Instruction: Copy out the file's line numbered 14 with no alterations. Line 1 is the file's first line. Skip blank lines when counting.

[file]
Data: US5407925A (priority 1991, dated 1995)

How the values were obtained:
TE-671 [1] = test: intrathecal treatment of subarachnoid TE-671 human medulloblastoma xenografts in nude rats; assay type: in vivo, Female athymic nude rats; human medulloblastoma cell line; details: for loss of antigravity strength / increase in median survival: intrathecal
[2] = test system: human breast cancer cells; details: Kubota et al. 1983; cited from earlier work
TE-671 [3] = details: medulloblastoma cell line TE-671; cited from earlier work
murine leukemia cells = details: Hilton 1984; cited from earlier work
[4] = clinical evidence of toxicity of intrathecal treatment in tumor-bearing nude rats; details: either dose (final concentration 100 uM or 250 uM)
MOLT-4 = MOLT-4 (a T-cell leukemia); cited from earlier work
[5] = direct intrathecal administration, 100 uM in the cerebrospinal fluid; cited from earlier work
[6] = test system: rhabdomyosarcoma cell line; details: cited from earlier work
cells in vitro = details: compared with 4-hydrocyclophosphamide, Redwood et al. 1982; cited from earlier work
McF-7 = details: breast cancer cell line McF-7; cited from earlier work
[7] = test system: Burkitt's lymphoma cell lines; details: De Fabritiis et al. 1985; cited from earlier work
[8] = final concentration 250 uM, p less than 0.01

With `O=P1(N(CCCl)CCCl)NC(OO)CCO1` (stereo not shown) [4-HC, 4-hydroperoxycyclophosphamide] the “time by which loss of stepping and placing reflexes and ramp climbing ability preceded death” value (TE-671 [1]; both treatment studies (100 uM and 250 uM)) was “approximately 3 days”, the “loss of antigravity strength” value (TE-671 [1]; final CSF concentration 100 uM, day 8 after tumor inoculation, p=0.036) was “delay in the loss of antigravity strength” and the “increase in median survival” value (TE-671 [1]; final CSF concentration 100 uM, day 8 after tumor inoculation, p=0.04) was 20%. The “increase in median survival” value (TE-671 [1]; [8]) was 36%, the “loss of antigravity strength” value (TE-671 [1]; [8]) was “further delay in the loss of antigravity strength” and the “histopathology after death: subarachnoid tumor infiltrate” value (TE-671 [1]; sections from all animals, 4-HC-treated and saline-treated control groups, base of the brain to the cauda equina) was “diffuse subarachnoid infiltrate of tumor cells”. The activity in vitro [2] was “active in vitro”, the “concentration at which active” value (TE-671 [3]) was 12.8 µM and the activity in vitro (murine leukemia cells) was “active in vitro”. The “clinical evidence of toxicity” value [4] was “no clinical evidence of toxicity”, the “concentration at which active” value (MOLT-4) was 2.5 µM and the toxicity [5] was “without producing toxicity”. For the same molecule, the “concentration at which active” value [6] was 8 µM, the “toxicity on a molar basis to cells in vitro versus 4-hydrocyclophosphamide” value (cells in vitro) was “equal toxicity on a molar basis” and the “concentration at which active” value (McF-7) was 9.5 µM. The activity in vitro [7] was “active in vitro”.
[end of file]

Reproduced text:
[8] = final concentration 250 uM, p less than 0.01